This article published by ALSA LC UI collaboration with MaPPI FHUI in ALSA LC UI Newsletter March 2019 # 1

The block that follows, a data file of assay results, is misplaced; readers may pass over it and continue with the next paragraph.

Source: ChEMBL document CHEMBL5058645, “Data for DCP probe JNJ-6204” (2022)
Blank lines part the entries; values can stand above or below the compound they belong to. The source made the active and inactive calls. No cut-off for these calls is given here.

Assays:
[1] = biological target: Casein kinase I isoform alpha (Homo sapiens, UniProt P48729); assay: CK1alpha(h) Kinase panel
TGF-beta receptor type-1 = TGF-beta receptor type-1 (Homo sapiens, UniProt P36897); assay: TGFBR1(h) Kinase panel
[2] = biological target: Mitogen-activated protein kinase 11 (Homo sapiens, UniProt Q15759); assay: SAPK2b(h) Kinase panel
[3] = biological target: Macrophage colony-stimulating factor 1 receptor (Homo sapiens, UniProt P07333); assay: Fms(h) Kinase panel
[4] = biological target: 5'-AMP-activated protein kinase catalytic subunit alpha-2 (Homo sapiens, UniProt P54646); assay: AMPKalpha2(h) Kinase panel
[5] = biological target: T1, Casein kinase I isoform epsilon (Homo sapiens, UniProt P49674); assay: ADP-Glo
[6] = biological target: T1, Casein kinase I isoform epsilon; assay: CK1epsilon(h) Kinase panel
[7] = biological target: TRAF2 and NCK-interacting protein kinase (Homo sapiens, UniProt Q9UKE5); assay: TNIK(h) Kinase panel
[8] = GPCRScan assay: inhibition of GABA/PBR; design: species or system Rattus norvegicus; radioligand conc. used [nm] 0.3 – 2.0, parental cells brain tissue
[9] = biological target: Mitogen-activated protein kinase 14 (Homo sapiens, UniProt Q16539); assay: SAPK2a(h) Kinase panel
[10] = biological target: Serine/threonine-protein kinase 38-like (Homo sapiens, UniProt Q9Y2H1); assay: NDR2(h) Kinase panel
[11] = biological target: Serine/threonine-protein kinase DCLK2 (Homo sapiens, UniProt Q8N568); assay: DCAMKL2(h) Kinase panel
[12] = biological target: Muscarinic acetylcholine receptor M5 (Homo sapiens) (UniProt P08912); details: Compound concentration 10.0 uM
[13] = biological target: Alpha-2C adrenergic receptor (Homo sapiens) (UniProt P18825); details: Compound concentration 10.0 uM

One of the current concerns of the Government of Republic Indonesia is the lack of access to obtain legal aid, resulting in the inequality of law enforcement, as President Joko Widodo have said “The current concern of the Government is to reduce the social gap does not mean to put aside Government’s commitment in enforcing the law. Joko Widodo, President of Indonesia, mentioned that there are some group of people that still lacking legal aid to exercise their right. It indicates that not everyone obtains an appropriate legal aid”.[1] The Government of Indonesia is obliged to constitutionally provide a legal aid for everyone indiscriminately. This includes people who cannot afford legal service because of financial incapacity. Article 22 Clause (1) of Law number 18 of 2003 concerning Advocates stated that, “Advocates must provide free legal service to justice seekers who cannot afford it”.[2] This gives a legal basis for advocates to give a free legal service called pro bono. The mechanism to give pro bono is further elaborated on Government Regulation number 83 of 2008 regarding Requirement and Mechanism of pro bono, and further detailed on Indonesian Advocates Association Regulation number 1 of 2010 concerning the Implementation Guide of pro bono.